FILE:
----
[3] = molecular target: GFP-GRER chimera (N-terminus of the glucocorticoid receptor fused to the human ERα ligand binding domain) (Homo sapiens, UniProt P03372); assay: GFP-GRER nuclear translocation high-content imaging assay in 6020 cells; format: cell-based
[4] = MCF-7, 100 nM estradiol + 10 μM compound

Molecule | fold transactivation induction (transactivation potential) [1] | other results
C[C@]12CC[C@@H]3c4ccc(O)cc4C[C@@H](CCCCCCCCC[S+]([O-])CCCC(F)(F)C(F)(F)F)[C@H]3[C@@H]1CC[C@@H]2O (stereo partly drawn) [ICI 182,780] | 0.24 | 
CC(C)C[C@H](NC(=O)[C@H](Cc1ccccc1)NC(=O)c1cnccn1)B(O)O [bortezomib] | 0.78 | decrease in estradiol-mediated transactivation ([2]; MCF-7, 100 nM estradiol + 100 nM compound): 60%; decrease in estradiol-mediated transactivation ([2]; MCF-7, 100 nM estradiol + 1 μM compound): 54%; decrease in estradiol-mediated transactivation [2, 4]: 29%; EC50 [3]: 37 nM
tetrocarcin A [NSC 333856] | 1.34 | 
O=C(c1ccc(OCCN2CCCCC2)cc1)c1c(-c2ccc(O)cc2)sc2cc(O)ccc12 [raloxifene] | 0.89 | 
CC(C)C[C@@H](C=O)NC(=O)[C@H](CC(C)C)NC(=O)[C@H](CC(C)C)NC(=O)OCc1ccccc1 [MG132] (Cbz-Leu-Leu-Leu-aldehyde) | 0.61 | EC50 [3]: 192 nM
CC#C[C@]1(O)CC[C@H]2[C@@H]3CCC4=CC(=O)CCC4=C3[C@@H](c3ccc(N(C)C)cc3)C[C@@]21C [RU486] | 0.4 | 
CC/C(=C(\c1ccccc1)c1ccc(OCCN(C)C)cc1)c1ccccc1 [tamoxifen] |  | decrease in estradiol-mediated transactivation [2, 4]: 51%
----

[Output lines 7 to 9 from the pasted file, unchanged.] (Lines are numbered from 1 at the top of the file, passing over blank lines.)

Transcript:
O=C(c1ccc(OCCN2CCCCC2)cc1)c1c(-c2ccc(O)cc2)sc2cc(O)ccc12 [raloxifene] | 0.89 | 
CC(C)C[C@@H](C=O)NC(=O)[C@H](CC(C)C)NC(=O)[C@H](CC(C)C)NC(=O)OCc1ccccc1 [MG132] (Cbz-Leu-Leu-Leu-aldehyde) | 0.61 | EC50 [3]: 192 nM
CC#C[C@]1(O)CC[C@H]2[C@@H]3CCC4=CC(=O)CCC4=C3[C@@H](c3ccc(N(C)C)cc3)C[C@@]21C [RU486] | 0.4 | 